Estates & Wills & Trusts

Decision reinforces difficulty removing estate trustees

A recent Ontario decision that deals with the issue of conflict of interest among estate trustees confirms the uphill battle that faces beneficiaries when they want to remove an appointed trustee, says Toronto trust and estate litigator Felice Kirsh.


Hawkins v. Hawkins Estate saw two siblings seek to remove two other family members as estate trustees under the will of their father and to appoint a litigation administrator on the basis that the trustees were in a conflict of interest. According to the decision, the parties had a history of “longstanding personal animosity.”

“Complaints by beneficiaries about estate trustees are quite common. It is common for beneficiaries to point fingers at the estate trustee complaining about anything and everything. Motions to remove estate trustees are often contemplated and sometimes proceeded with but as this case reinforces, such relief is difficult to obtain,” explains Kirsh, a partner at Schnurr Kirsh Schnurr Oelbaum Tator LLP.

In this case, Master Calum MacLeod ruled that the relief sought was too extreme and did not grant the motion to remove the trustees, noting that:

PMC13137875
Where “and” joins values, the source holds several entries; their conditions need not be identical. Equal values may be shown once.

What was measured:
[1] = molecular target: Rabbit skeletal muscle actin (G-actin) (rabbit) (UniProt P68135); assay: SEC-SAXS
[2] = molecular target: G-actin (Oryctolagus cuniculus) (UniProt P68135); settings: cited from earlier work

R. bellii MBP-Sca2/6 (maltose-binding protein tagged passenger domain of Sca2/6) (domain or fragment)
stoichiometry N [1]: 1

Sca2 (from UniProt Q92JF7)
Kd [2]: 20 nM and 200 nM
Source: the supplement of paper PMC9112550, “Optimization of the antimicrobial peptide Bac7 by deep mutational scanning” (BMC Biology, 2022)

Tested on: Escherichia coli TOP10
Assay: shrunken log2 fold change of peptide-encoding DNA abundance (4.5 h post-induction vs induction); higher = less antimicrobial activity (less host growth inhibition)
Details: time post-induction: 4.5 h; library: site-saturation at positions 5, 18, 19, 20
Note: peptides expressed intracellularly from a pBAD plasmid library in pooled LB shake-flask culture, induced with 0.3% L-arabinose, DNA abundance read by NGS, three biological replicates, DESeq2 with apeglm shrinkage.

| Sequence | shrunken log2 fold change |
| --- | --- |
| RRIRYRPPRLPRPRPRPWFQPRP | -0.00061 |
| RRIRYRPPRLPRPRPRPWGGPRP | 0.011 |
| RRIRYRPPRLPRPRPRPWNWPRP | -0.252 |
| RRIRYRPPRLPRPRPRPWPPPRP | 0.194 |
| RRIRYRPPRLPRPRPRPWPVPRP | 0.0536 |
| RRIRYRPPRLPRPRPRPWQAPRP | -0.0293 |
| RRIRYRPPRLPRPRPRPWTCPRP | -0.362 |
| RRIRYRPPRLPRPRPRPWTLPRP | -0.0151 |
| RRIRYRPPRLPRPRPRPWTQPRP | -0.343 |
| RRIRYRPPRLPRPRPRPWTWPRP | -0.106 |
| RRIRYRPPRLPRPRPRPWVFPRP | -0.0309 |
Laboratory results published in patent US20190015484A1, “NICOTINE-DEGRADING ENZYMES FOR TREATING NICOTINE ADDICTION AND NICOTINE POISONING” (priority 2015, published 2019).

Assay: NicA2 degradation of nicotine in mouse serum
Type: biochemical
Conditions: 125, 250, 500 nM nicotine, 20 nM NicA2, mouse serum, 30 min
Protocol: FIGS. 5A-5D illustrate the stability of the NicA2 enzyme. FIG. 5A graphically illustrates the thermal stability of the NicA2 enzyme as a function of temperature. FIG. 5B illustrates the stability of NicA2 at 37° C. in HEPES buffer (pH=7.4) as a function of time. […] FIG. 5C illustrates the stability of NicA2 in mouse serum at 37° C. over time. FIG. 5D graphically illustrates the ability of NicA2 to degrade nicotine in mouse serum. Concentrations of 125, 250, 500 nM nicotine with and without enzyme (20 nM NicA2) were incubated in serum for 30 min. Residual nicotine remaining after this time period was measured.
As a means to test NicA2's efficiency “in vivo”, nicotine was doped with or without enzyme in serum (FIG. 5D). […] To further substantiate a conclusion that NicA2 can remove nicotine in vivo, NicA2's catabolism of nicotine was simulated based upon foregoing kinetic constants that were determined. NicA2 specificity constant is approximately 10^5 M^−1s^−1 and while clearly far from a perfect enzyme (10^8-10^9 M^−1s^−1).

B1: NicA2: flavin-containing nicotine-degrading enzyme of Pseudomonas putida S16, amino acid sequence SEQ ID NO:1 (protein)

“In short it is the duty of the court to ensure the purpose of the trust is carried out and the testator’s choice of trustees should not be lightly disturbed. Removal is essentially a last resort in cases where it can be shown that continuation in office will inevitably impede proper administration”


Ultimately, this decision provides a useful guideline in determining if a motion for removal will be successful, says Kirsh. The decision notes that “the evidence must be clear that removal is justified and there is no other course to follow” and “the evidence must demonstrate that the antipathy towards the beneficiary is such that it will prevent the proper administration of the estate.

“As the court says, the decision of the testator to appoint a particular estate trustee will not be interfered with lightly. If it were otherwise, a testator would not have confidence in his appointment of a particular estate trustee,” says Kirsh.

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